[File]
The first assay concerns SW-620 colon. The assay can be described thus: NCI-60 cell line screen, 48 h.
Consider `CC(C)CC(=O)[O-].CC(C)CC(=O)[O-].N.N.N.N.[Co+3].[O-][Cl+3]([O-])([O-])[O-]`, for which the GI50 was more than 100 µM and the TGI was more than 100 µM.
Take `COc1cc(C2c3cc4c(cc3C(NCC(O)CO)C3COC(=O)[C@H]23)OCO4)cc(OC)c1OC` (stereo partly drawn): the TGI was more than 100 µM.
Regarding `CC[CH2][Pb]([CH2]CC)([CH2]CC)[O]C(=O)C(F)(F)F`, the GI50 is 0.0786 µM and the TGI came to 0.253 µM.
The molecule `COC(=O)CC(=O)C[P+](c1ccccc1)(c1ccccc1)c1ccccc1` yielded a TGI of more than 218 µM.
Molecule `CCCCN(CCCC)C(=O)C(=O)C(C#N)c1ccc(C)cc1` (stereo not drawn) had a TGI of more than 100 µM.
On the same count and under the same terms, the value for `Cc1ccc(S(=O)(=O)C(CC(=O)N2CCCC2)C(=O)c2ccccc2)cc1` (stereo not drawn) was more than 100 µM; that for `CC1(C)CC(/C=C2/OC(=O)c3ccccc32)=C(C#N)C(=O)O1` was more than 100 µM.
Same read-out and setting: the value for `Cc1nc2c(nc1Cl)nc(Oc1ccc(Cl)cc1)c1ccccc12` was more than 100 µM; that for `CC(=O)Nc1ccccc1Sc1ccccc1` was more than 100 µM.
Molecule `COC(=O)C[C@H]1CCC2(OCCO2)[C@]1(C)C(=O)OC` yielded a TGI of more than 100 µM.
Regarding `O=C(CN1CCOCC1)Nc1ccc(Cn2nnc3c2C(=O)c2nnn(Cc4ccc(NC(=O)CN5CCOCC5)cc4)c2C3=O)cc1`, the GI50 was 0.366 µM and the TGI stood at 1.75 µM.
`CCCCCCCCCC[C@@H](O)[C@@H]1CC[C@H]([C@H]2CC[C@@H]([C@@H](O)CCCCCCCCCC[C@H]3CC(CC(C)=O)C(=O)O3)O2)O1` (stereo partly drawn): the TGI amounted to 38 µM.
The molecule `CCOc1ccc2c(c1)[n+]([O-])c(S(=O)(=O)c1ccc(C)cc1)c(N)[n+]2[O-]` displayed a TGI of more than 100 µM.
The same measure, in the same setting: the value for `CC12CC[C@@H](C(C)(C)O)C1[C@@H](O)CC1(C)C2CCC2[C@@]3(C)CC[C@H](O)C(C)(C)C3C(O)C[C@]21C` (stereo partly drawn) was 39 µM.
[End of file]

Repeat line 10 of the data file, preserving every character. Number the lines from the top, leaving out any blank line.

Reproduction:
Regarding `O=C(CN1CCOCC1)Nc1ccc(Cn2nnc3c2C(=O)c2nnn(Cc4ccc(NC(=O)CN5CCOCC5)cc4)c2C3=O)cc1`, the GI50 was 0.366 µM and the TGI stood at 1.75 µM.